Van Hollen: Let’s Stay Here Until we Get it Done
Washington, DC – Today Maryland Congressman Chris Van Hollen, Ranking Member of the House Budget Committee, appeared on MSNBC’s Jansing & Co. to discuss House Republicans’ decision to leave Washington next week without addressing jobs, the transportation authorization bill, or the impending rise in student loan interest rates. Video of the interview is available here and the transcript is below.
MSNBC’S CHRIS JANSING: Joining me now, Democratic Congressman Chris Van Hollen of Maryland, always good to see you, good morning.
REP. CHRIS VAN HOLLEN: Good to see you Chris, good morning.
JANSING: Speaker Boehner’s spokesman returned the volley releasing this statement. I am going to read it to you.
“Representative Pelosi’s letter should be addressed to her Democratic colleagues running the U.S. Senate, who are still blockading a host of jobs bills passed by the House with bipartisan support. We are happy to forward her note to them.”
Congressman, is the problem with the Senate?
VAN HOLLEN: Well Chris, the Senate’s going to be here next week. They’re planning to be in session. And what Leader Pelosi is saying is the House should stay in session. We shouldn’t be going on a break. We shouldn’t be taking a vacation until we get this important work done.
There are three things that have to be done. One is the transportation authorization bill. This is the funds to invest in our national infrastructure on transportation, it expires at the end of this month if we can’t get an agreement. Now, the Senate has a bipartisan agreement. In other words, Republicans and Democrats in the Senate agreed to move forward. We’ve simply said to Speaker Boehner, let’s vote on that bill. Let’s just have a vote in the House.
On July 1st, if we don’t act, student interest rates, interest rates on student loans, will double from 3.4 to 6.8 percent. We need to stay here until we fix that problem, so that we don’t see students take that big hit.
We also need to move forward on the President’s jobs bill, which has been sitting in the House of Representatives since last September.
JANSING: Well, let me ask you specifically about the student loan increase because John Boehner and Eric Cantor say that the President should cancel his trip today to Las Vegas, and instead work with Congress to make sure that this student loan extension gets done. And they’re saying that kind of in response to what Leader Pelosi had to say about Congress not going into recess. Is that a fair comparison?
VAN HOLLEN: No, for this reason – the White House has been fully engaged. The President can work on these issues. But in order to get the student loan issue resolved, the Congress has to vote, I mean the Congress has to take action. The President can’t sign a bill until the bill gets to the President’s desk. The President has put forward lots of proposals on this issue. Our Republican colleagues have rejected them. But our point is this: let’s stay here and keep working next week until we resolve it. There may be differences. Obviously, there are. But the way to deal with them is not for the House of Representatives to take a break and get out of town. Let’s stay here until we get it done.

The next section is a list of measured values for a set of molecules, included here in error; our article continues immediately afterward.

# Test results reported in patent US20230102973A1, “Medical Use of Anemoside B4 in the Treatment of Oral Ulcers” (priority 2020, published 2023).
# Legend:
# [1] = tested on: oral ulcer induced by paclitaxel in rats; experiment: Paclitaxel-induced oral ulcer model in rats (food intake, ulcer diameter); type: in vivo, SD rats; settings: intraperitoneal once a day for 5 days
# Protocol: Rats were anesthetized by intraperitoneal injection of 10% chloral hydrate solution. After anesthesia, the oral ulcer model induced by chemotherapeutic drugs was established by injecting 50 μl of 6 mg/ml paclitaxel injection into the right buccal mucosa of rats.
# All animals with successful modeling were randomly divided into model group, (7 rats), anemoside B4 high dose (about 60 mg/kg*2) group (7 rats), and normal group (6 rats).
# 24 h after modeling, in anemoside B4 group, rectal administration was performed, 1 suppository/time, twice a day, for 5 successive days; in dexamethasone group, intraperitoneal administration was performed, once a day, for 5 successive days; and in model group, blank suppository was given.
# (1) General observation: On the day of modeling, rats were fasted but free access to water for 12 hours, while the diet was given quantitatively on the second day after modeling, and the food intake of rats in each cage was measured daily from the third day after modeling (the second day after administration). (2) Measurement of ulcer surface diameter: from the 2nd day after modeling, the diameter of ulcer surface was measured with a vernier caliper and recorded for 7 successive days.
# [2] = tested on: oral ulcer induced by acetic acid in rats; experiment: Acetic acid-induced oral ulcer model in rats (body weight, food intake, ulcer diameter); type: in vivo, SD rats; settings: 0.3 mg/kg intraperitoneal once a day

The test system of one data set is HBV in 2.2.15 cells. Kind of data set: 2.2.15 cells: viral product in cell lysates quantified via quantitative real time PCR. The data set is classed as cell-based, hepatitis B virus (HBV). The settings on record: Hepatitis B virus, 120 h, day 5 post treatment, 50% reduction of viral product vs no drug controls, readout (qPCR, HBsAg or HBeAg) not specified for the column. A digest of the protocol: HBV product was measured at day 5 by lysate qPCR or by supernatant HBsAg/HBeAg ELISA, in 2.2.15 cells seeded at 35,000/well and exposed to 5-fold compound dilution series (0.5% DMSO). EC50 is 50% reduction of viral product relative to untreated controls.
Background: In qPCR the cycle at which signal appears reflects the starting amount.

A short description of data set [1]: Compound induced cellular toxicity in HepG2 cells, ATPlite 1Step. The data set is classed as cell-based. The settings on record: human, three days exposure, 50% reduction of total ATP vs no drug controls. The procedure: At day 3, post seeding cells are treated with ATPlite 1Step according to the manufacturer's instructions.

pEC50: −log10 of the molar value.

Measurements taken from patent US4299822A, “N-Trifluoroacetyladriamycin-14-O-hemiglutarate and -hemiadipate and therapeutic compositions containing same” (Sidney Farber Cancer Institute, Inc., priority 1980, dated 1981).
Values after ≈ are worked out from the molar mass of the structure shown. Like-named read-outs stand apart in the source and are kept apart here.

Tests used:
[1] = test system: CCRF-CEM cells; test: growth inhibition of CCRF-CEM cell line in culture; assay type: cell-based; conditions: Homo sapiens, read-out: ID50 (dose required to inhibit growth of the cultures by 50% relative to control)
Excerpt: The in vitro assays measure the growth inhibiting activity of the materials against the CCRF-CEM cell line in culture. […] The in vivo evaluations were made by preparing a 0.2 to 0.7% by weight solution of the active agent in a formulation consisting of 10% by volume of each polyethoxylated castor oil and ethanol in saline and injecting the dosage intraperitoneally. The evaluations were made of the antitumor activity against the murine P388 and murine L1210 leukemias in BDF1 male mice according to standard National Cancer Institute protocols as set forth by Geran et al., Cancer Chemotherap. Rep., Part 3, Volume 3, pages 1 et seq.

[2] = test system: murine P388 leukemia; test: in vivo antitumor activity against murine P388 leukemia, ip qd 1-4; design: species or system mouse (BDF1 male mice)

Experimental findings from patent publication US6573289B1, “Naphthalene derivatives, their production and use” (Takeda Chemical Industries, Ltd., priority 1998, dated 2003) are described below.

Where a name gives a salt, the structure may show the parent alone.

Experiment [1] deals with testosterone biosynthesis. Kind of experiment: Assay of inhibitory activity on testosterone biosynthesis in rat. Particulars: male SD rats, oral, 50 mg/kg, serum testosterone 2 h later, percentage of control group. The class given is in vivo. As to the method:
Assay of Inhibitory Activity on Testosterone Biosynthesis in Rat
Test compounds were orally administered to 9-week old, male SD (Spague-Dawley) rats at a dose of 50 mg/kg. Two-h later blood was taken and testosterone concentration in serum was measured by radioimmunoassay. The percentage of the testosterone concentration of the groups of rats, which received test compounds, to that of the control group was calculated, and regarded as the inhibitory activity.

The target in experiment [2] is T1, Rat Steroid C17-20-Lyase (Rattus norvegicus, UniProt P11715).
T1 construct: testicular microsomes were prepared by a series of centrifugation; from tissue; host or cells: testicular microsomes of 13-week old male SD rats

JANSING: All of this, of course, has implications for the national campaign. Let me ask you about the presidential election because I literally just got in my inbox a note from the Romney campaign. They say that in May they raised $76.8 million, almost $77 million, right after the Obama campaign had its best fund-raising ever, $60 million. So just right there an $18 million disparity. Is that worrisome for you?
VAN HOLLEN: I’m not worried about the disparity. There’s way too much money flowing into all of these races right now. The American people are going to be totally bombarded in these races. At the end of the day, it’s just important to focus on what these different candidates stand for. What are their issues?
When you look at what Mitt Romney is proposing, in terms of his budget and policies, they are policies that would benefit people like Mitt Romney and big hedge fund owners at the expense of everybody else. And we tried that for eight years – it was called the Bush Administration. It was a trickledown theory. The idea was, you give these big tax breaks to the very, very wealthy and it will lift all the boats. Well, a few yachts got lifted up but the boats all ran aground. I don’t think the American people want to go back to that. That’s what Mitt Romney’s proposing.
JANSING: Congressman Chris Van Hollen – it’s always good to have you on the program, thanks.
VAN HOLLEN: Good to be with you.